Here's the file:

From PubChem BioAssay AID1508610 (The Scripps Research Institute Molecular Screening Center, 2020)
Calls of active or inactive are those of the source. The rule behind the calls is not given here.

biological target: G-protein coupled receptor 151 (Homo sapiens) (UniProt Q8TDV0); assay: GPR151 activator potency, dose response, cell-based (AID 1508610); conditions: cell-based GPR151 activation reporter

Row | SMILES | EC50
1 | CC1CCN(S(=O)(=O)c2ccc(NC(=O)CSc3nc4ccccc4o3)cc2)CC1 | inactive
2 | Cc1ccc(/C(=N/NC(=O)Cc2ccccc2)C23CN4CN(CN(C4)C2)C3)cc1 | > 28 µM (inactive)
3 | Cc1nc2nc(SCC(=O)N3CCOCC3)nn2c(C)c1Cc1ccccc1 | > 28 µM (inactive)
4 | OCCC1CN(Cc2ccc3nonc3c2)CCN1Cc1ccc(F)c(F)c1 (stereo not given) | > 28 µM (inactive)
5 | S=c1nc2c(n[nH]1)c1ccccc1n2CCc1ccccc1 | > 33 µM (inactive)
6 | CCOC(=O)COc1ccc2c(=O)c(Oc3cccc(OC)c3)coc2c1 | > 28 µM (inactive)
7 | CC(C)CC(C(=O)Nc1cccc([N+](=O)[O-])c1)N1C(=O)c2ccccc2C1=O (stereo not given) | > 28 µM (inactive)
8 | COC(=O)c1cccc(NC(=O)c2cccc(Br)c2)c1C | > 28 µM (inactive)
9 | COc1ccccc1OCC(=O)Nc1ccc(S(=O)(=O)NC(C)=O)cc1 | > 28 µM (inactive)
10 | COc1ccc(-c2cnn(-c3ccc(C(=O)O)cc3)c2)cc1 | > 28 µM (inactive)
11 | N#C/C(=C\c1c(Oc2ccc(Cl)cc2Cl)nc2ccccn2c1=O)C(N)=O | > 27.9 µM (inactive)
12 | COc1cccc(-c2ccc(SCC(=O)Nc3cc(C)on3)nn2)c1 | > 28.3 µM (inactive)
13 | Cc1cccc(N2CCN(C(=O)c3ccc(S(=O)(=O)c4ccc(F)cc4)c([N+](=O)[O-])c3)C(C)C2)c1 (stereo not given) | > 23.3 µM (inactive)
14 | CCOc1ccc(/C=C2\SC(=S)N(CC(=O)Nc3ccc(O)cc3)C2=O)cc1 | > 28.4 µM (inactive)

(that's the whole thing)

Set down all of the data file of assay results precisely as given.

From PubChem BioAssay AID1508610 (The Scripps Research Institute Molecular Screening Center, 2020)
Calls of active or inactive are those of the source. The rule behind the calls is not given here.

biological target: G-protein coupled receptor 151 (Homo sapiens) (UniProt Q8TDV0); assay: GPR151 activator potency, dose response, cell-based (AID 1508610); conditions: cell-based GPR151 activation reporter

Row | SMILES | EC50
1 | CC1CCN(S(=O)(=O)c2ccc(NC(=O)CSc3nc4ccccc4o3)cc2)CC1 | inactive
2 | Cc1ccc(/C(=N/NC(=O)Cc2ccccc2)C23CN4CN(CN(C4)C2)C3)cc1 | > 28 µM (inactive)
3 | Cc1nc2nc(SCC(=O)N3CCOCC3)nn2c(C)c1Cc1ccccc1 | > 28 µM (inactive)
4 | OCCC1CN(Cc2ccc3nonc3c2)CCN1Cc1ccc(F)c(F)c1 (stereo not given) | > 28 µM (inactive)
5 | S=c1nc2c(n[nH]1)c1ccccc1n2CCc1ccccc1 | > 33 µM (inactive)
6 | CCOC(=O)COc1ccc2c(=O)c(Oc3cccc(OC)c3)coc2c1 | > 28 µM (inactive)
7 | CC(C)CC(C(=O)Nc1cccc([N+](=O)[O-])c1)N1C(=O)c2ccccc2C1=O (stereo not given) | > 28 µM (inactive)
8 | COC(=O)c1cccc(NC(=O)c2cccc(Br)c2)c1C | > 28 µM (inactive)
9 | COc1ccccc1OCC(=O)Nc1ccc(S(=O)(=O)NC(C)=O)cc1 | > 28 µM (inactive)
10 | COc1ccc(-c2cnn(-c3ccc(C(=O)O)cc3)c2)cc1 | > 28 µM (inactive)
11 | N#C/C(=C\c1c(Oc2ccc(Cl)cc2Cl)nc2ccccn2c1=O)C(N)=O | > 27.9 µM (inactive)
12 | COc1cccc(-c2ccc(SCC(=O)Nc3cc(C)on3)nn2)c1 | > 28.3 µM (inactive)
13 | Cc1cccc(N2CCN(C(=O)c3ccc(S(=O)(=O)c4ccc(F)cc4)c([N+](=O)[O-])c3)C(C)C2)c1 (stereo not given) | > 23.3 µM (inactive)
14 | CCOc1ccc(/C=C2\SC(=S)N(CC(=O)Nc3ccc(O)cc3)C2=O)cc1 | > 28.4 µM (inactive)